CAPITAL PRESS (Salem, Oregon)

January 27, 2017


‘Buck stops’ with ag employer when it comes to pesticide safety


A pesticide expert speaking at the Northwest Agricultural Show explains how new EPA worker safety rules will play out for producers.

By Eric Mortenson

PORTLAND — Kaci Buhl cut through the technical jargon while talking to producers about pesticides and the EPA’s new worker protection standards.

“I can sum it up in a few words,” Buhl said. “Don’t spray people.”

Buhl is a senior faculty research assistant at Oregon State University’s environmental and molecular toxicology department and deputy director of the National Pesticide Information Center on campus. She said the EPA’s new rules give workers and regulators a “right to know” what, when and how much pesticides farms are using.

Some of the EPA rules are practices already followed by Oregon farmers, but the changes tighten requirements for record keeping regarding training, safety procedures and application history.

Buhl summarized the major changes:

• Annual mandatory farmworker training, the previously requirement was every five years.

• More training regarding “take home” exposure, such to pesticide residue on work clothing.

• Children under 18 for the first time are prohibited from handling pesticides. The farmer’s immediate family is excluded from the regulation.

• Additional clarity regarding “no entry” exclusion zones of zero, 25 and 100 feet from where pesticides were applied. Buhl reminded producers that exclusion zones travel with the equipment.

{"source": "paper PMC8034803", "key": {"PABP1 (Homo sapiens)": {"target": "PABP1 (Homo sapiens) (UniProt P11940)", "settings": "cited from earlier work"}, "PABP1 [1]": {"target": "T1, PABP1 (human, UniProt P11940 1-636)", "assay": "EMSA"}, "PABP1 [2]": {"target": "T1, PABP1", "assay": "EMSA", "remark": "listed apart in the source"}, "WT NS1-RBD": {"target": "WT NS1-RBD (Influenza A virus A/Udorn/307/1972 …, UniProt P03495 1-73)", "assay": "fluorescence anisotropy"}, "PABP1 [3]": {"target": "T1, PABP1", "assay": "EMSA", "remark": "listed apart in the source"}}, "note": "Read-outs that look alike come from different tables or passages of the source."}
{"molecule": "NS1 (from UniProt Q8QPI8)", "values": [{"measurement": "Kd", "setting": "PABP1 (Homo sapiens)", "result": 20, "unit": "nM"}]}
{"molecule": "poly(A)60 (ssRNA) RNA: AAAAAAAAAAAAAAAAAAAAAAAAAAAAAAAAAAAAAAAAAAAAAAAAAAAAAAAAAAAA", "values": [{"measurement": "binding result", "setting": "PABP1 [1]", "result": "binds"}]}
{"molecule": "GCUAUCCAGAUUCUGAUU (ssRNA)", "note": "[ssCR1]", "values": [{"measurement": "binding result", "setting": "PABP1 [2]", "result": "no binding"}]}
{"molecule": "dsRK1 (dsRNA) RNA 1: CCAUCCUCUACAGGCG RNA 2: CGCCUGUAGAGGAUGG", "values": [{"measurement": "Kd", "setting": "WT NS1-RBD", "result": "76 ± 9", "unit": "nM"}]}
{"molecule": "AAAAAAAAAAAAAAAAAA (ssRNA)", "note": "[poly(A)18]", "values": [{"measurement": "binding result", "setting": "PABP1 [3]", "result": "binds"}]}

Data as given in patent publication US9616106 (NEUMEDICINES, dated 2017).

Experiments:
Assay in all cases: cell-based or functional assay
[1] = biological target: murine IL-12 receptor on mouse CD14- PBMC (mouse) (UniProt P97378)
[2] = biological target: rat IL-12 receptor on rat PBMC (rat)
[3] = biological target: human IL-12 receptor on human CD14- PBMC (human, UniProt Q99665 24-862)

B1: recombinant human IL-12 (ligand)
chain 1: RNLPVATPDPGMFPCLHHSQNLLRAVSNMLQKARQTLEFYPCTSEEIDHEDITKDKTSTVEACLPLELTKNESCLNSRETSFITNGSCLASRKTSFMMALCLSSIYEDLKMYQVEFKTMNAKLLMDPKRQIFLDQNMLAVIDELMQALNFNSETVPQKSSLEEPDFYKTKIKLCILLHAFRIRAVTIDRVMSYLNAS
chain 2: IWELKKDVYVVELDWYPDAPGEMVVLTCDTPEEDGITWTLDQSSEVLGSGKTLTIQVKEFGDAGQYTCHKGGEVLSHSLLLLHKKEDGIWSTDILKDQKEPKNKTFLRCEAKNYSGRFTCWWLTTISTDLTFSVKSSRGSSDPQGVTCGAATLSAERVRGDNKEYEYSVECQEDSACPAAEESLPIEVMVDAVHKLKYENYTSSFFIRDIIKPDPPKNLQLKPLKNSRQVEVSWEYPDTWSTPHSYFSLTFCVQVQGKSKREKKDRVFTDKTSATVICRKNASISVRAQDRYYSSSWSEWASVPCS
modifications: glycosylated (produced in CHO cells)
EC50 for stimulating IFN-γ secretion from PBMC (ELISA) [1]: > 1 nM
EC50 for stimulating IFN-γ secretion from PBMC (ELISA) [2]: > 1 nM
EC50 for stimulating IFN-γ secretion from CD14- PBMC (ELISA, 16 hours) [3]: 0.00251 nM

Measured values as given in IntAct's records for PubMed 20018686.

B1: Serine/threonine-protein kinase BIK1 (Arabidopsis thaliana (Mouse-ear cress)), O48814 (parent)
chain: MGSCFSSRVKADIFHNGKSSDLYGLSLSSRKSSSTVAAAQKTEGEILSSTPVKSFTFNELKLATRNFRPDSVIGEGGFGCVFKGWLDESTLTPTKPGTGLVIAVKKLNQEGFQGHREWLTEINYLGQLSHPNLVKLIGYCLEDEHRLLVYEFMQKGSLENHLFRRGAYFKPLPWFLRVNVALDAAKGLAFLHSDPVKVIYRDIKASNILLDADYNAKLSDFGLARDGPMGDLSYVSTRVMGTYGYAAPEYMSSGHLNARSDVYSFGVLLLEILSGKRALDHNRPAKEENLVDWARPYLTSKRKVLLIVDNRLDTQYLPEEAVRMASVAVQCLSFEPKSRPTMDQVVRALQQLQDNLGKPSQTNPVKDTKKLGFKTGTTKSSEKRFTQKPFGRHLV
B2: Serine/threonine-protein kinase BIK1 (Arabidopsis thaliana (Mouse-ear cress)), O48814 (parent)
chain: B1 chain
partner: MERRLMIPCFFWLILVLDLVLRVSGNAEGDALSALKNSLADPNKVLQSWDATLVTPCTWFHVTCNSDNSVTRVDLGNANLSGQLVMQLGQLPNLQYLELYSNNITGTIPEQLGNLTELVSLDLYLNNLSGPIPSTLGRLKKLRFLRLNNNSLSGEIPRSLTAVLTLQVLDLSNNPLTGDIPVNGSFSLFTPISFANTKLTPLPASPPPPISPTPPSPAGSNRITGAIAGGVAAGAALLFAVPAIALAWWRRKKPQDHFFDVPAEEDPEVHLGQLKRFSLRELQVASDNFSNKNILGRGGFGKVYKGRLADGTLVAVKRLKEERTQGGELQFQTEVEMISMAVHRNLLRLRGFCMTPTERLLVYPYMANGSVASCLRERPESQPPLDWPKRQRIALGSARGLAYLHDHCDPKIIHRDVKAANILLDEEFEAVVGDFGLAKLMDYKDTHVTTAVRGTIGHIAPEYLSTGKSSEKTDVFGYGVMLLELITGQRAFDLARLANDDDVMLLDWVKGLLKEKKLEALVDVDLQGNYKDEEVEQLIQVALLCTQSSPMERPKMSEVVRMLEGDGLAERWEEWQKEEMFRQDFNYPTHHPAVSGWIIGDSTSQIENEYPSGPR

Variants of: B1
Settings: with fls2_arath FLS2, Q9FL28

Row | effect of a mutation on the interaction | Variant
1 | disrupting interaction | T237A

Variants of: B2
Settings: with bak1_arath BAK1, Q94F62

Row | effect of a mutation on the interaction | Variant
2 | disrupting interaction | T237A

• Mandatory “no entry” signs and mandatory record keeping.

• Changes in protective equipment requirements to make them consistent with Department of Labor Standards. Workers wearing respirators must first be medically certified and must undergo a “fit” test to make sure the gear is working properly.

• Specific amounts of water per worker must be available at the work site for routine hand-washing and emergency eye flushing. Eye wash stations are required at pesticide mixing and loading sites.

Buhl said worker training is critical. Labor contractors who can supply crews that have been properly trained in handling pesticides will have an advantage. However, farmers are ultimately responsible for making sure workers follow safety rules.

“The buck stops with the ag employer,” Buhl said.

Buhl spoke during the Jan. 24-26 Northwest Agricultural Show at the Portland Expo Center. The annual event typically includes a trade show and equipment displays combined with workshops on regulatory or production issues.

Pesticide use on farms is a flash point for some consumers and environmental activists. Buhl said the general public is afraid of or unfamiliar with pesticides. “We have a job to do, to tell the story that they are not as toxic as people think,” she said.

One producer in the audience complained that the safety gear required by pesticide guidelines makes workers look like “astronauts” and gives the impression to passersby that the material is far more hazardous than it is.

A nursery owner in the audience asked about exclusion zones. Many operations, he said, have hedges around their property in part to contain pesticide drift. There might be unseen walkers or bicyclists on the other side who are within the exclusion zone. Buhl part of a producer’s “due diligence” would involve stopping spraying to take a look, posting flaggers on the other side of the hedge and similar methods.

“Suspend, evaluate, ensure,” she said.

Some of the EPA changes went into effect this year; the rest take effect in January 2018.